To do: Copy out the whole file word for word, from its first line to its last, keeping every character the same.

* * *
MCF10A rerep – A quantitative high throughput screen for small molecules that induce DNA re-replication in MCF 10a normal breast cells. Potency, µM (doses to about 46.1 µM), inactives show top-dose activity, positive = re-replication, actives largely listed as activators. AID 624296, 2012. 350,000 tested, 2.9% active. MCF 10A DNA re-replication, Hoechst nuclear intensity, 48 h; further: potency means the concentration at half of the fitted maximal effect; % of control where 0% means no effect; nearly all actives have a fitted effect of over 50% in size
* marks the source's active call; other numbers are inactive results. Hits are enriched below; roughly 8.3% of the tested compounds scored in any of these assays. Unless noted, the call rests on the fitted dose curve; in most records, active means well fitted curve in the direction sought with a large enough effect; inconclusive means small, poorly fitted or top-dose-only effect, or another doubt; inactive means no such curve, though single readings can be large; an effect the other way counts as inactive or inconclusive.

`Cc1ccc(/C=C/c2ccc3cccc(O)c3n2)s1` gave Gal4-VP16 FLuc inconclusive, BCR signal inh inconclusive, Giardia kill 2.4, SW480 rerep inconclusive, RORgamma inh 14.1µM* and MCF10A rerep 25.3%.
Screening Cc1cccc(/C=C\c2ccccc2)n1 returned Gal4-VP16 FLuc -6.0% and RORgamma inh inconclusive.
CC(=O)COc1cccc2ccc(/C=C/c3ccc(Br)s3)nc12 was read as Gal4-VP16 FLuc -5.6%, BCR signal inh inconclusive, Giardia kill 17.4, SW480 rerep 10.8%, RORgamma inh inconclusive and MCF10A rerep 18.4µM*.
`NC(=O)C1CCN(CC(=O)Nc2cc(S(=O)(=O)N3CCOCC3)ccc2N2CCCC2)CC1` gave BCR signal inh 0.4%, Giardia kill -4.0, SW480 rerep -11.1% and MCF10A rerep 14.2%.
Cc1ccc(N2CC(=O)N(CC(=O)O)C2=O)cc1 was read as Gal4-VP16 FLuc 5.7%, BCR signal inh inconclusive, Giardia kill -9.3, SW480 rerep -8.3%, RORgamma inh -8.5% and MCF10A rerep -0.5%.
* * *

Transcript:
MCF10A rerep – A quantitative high throughput screen for small molecules that induce DNA re-replication in MCF 10a normal breast cells. Potency, µM (doses to about 46.1 µM), inactives show top-dose activity, positive = re-replication, actives largely listed as activators. AID 624296, 2012. 350,000 tested, 2.9% active. MCF 10A DNA re-replication, Hoechst nuclear intensity, 48 h; further: potency means the concentration at half of the fitted maximal effect; % of control where 0% means no effect; nearly all actives have a fitted effect of over 50% in size
* marks the source's active call; other numbers are inactive results. Hits are enriched below; roughly 8.3% of the tested compounds scored in any of these assays. Unless noted, the call rests on the fitted dose curve; in most records, active means well fitted curve in the direction sought with a large enough effect; inconclusive means small, poorly fitted or top-dose-only effect, or another doubt; inactive means no such curve, though single readings can be large; an effect the other way counts as inactive or inconclusive.

`Cc1ccc(/C=C/c2ccc3cccc(O)c3n2)s1` gave Gal4-VP16 FLuc inconclusive, BCR signal inh inconclusive, Giardia kill 2.4, SW480 rerep inconclusive, RORgamma inh 14.1µM* and MCF10A rerep 25.3%.
Screening Cc1cccc(/C=C\c2ccccc2)n1 returned Gal4-VP16 FLuc -6.0% and RORgamma inh inconclusive.
CC(=O)COc1cccc2ccc(/C=C/c3ccc(Br)s3)nc12 was read as Gal4-VP16 FLuc -5.6%, BCR signal inh inconclusive, Giardia kill 17.4, SW480 rerep 10.8%, RORgamma inh inconclusive and MCF10A rerep 18.4µM*.
`NC(=O)C1CCN(CC(=O)Nc2cc(S(=O)(=O)N3CCOCC3)ccc2N2CCCC2)CC1` gave BCR signal inh 0.4%, Giardia kill -4.0, SW480 rerep -11.1% and MCF10A rerep 14.2%.
Cc1ccc(N2CC(=O)N(CC(=O)O)C2=O)cc1 was read as Gal4-VP16 FLuc 5.7%, BCR signal inh inconclusive, Giardia kill -9.3, SW480 rerep -8.3%, RORgamma inh -8.5% and MCF10A rerep -0.5%.